Thursday, February 12, 2009

I'm Glad Google's Gone

Certainly, I hate to see anyone pay what was estimated to be up to $1.24 billion for radio advertising technology company dMarc in 2006 and then have to abandon it, cutting the first jobs in Google’s history, "marking an end to the company’s heady first decade of rapid expansion" (as Financial Times put it), but the last thing radio needs right now is more dollar a hollar rates.

If you have unsold inventory, please don't give it away. Cut your unit load; hold your rates.

This will not only prevent you from further undervaluing your station, which will take years to recover from, but it will improve TSL, make your station more competitive for listeners' time, increasing ratings, allowing you to charge even more.

When the economy starts to turn around, you'll be in a much stronger position.


Ryan Chambers said...

In some of the articles they talk about Google getting out of radio completely, others just the spot-selling aspect. Have you heard if they're cutting the automation side? On one hand, we've put a lot of time and effort into getting Google (aka Scott Studios) to work right. On the other, after hundreds of updates, it still doesn't.

As for the "dollar a holler" spots they were selling, our sister station's airstaff (and probably listeners) are thrilled. Many of the spots were local to major markets, being run throughout the country. I think the cost of a nationally run "fill" spot ended up being cheaper than buying local in LA. So they get their spot on in LA and Moscow, Idaho is running spots for Joe's Car Barn in Malibu. Not only does this sound ridiculous to anyone listening but I'm sure the local dealerships have to be scratching their heads as to why we're running spots for out-of-town businesses.

The long and short of it is, the spots were terrible, I can't believe we really made much money from them and they were a pain in the ass to get working right anyway.

Radio-Online said...

Google announced on Thursday that it's ending its program to sell radio advertising. Entitled Google Audio Ads, the program launched in 2006, but did not live up to the company's expectations. The move is likely to result in the layoffs of 40 people, Google revealed on its blog. However, many of those involved radio ads program could be reassigned.

"While we've devoted substantial resources to developing these products and learned a lot along the way, we haven't had the impact we hoped for," said VP/Product Management Susan Wojcicki. She also noted that Google would use some of its radio advertising technology to deliver ads on streaming audio programs online.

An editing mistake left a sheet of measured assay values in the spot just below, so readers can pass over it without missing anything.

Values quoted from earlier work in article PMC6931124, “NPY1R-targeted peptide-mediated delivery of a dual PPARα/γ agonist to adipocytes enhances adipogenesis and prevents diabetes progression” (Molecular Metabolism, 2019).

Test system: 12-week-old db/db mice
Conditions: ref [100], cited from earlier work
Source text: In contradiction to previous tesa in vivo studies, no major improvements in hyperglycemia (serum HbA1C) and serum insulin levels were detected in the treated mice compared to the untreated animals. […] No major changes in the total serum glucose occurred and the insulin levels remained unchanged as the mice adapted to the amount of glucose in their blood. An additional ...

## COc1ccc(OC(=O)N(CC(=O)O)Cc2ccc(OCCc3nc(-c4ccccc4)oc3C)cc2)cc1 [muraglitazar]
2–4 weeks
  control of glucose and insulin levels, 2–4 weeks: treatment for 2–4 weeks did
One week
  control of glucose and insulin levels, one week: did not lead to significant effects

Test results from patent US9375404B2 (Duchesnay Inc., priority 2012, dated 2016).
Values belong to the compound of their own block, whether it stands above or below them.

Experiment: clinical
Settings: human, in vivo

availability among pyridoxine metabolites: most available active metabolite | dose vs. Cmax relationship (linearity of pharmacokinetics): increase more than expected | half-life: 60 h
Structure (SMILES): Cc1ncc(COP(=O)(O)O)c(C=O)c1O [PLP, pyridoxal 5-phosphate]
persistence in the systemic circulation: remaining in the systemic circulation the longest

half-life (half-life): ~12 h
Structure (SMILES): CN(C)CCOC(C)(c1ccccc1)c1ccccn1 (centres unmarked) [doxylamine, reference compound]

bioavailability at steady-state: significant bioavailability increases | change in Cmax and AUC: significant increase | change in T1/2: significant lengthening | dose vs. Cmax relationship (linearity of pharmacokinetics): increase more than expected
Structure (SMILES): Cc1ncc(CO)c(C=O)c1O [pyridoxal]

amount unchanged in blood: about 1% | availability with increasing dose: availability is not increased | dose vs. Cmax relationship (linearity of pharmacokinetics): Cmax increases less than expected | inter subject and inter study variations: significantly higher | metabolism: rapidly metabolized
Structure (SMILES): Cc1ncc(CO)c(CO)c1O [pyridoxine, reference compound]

In a statement, rival TargetSpot CEO Doug Perlson said, "We launched TargetSpot in 2007 with the belief that online audio advertising -- because it combines the targeting, measurability and interactivity of the web with the impact of an audio ad – is the future. Having Google introduce their million plus advertisers to the high impact and highly targeted streaming audio ad further validated its value."

Jerry Del Colliano said...

Google Schmoogle -- Radio Is a Relationship Busines: Google in its infinite wisdom about all things sales, thought they could automate radio selling and eliminate lots of expenses -- like sales people and the expenses they incur including health benefits.

Sounds like Google's plan was made in heaven for a bunch of radio consolidators who still can't tell local radio from Ryan Seacrest.

Inside Radio/Frank Saxe said...

Google’s radio exit strikes more symbolic blow than financial. Great revenue projections never materialized, but the internet giant’s interest in the medium helped radio’s image. But as revenues have tightened, Google decides to cut its losses and as of May 31st will stop selling and placing radio ads. Google VP for product development Susan Wojcicki says, “While we’ve devoted substantial resources to developing these products and learned a lot along the way, we haven’t had the impact we hoped for.” Google has dropped a similar newspaper ad program, although it remains committed to its television business, which it says continues to gain traction. Google entered radio in 2006 with a deal to pay up to $1.24 billion for Chad and Ryan Steelberg’s dMarc Broadcasting, although it likely missed revenue targets making the final price significantly lower. Google hopes to recover some of the millions spent trying to crack the radio code by selling its radio automation business that includes inventory management software. About 40 Google employees will be laid off as a result
of this action. The company hopes to find other roles for a majority of other staffers who have worked on the project.

Jim Carnegie/RBR said...

Google had three problems: 1) The box and service was too expensive for stations. 2) They couldn't get beyond remnant inventory to offer advertisers and 3) Radio ad sales are down dramatically and have been for quite some time. So the deal that Google had with many stations was probably at a higher rate than what stations are selling the inventory for today. Stations were and are probably undercutting the Google inventory on rates (unless there was some caveat in the contract forbidding that).